Remember the intensity that used to be the Battle of Ontario? The full 60 minutes of adrenaline, countering chants in the stands, and the ingrained hatred of the other jersey?
I don’t, because that was before my time. But assuming it existed, this newest edition to the saga felt like a shell of the past. And maybe that’s not a bad thing.
Maybe this is just me projecting my personal sentiments on this season, but if it says anything about the state of the Senators, I echo Tait Fraser’s comment:
Can we just sim to the draft already?— The Bernard-Docker Bro (@tait_fraser) February 16, 2020
With the Senators taking on the Leafs in
Toronto Ottawa, the game had its tight moments, but the Leafs ultimately came ahead as the superior team, taking the two points by a score of 4-2.
With Marcus Högberg starting in net, the Leafs opened the scoring early, with Auston Matthews taking advantage of a lost Nikita Zaitsev to get in close. Considering D.J. Smith’s pre-game comments on matching Zaitsev against Matthews, the game already wasn’t going to according to plan. The result? Awarding Zaitsev with 20:48 of 5v5 ice time, second on the team behind Chabot.
A couple power plays amounted to some good chances for Ottawa in the first period, but the newly-acquired Jack Campbell came up big for the Leafs.
It wasn’t until less than two minutes into the second period that another goal came, with Jake Muzzin finding a lane through the middle to double the Leafs’ lead. William Nylander made it 3-0 off a redirection resulting from a broken play, and that spelled the end for Högberg who’d given up three goals on sixteen shots, all of which he stood a good chance to save. Craig Anderson, who had been pulled in his last start, was the replacement.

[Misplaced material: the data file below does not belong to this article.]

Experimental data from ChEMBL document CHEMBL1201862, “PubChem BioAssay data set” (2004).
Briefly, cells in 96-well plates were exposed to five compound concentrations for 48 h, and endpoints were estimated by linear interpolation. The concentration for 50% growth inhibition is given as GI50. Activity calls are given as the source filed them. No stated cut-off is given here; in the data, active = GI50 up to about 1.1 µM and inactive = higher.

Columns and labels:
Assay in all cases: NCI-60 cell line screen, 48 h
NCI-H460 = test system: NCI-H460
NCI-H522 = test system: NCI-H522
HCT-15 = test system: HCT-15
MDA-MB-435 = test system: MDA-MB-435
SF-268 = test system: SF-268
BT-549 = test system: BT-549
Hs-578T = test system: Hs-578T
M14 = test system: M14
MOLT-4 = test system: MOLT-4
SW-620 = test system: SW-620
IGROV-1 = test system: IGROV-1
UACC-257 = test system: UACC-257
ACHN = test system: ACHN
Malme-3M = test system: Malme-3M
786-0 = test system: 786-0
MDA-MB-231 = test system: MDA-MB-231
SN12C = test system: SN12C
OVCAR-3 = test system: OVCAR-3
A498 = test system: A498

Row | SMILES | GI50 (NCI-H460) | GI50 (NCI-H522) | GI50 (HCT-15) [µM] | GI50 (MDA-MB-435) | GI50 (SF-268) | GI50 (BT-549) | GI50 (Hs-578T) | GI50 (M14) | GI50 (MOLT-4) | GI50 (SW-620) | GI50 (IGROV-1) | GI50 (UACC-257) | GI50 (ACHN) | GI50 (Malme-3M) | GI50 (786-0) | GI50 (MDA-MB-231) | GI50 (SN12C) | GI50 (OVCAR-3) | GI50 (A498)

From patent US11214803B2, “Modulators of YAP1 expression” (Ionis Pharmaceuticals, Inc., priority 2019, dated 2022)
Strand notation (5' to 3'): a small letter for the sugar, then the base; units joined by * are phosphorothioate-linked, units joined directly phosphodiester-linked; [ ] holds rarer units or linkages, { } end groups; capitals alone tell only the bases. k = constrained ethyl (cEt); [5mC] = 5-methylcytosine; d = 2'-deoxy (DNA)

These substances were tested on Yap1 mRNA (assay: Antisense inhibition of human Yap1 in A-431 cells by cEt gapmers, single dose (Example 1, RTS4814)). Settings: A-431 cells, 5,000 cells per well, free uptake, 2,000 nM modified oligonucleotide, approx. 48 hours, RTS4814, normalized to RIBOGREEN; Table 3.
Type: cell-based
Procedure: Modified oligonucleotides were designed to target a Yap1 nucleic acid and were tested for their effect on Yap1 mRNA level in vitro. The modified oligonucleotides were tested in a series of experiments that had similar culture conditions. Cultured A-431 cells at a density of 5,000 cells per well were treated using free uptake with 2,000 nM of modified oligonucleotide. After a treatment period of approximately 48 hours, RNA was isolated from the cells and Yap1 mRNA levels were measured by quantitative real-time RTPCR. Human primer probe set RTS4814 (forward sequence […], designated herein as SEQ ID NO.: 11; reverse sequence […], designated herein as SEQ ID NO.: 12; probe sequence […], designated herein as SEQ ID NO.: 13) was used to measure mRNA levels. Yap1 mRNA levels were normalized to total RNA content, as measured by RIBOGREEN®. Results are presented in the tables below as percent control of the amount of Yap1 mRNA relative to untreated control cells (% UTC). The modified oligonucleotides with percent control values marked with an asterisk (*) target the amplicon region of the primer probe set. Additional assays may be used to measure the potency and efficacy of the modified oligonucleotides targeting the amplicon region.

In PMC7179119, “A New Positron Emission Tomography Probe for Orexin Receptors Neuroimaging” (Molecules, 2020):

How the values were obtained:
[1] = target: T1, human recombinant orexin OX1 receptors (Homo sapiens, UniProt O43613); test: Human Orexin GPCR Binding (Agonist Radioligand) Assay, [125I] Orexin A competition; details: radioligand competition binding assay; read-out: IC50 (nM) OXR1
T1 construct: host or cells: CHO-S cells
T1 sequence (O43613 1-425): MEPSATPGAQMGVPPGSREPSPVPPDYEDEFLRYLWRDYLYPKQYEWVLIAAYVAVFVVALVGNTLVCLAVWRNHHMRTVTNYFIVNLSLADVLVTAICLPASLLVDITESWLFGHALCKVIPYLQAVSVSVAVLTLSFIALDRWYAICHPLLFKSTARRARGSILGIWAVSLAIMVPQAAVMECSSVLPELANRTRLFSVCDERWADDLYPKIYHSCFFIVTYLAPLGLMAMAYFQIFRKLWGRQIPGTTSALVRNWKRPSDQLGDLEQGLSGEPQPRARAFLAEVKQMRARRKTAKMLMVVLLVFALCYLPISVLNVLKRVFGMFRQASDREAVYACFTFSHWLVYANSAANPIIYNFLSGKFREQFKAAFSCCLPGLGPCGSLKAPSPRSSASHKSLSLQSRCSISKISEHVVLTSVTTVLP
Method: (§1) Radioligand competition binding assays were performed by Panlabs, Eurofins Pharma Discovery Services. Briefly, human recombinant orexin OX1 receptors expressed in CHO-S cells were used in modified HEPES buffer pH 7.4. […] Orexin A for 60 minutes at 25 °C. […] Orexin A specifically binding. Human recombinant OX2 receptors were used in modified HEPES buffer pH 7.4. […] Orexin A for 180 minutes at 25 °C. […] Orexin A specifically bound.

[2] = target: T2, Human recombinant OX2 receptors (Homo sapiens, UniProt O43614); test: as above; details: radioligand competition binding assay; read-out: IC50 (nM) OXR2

Then, like Matthews’ hairline, the Leafs’ lead started to recede.
First it was Connor Brown, who capitalized off a slick steal from Chris Tierney deep in Toronto’s offensive zone. Then it was Cody Goloubef with his first as a Senator, blasting a wrist shot from the top of the circle. Let it be noted that Anthony Duclair admitted after the game that it went off his leg, which would technically give him credit for the goal, ending his painful 19-game goalless drought. But alas, the Hockey Gods said nay — although it’s still not too late to change it.
A complete comeback wasn’t in the cards, though, as Mitch Marner’s empty net goal closed the game at 4-2 Toronto.
- The storyline for the netminders was the complete opposite of the last time we saw a mid-game goalie swap — Högberg has seen better days, while Anderson made many key stops late in the game, including a show-stopping two-pad stack on Zach Hyman.
- The forward line of Tierney, Namestnikov and Brown seemed to be making things happen against some of the Leafs’ top players.
- Special shoutout to all the Sens fans who were brave enough to show up to what was basically a Leafs home game in Ottawa. Except for Melnyk, who I’m still not sure why he chose the jersey #27.
The Sens play again tomorrow at home against the Dallas Stars.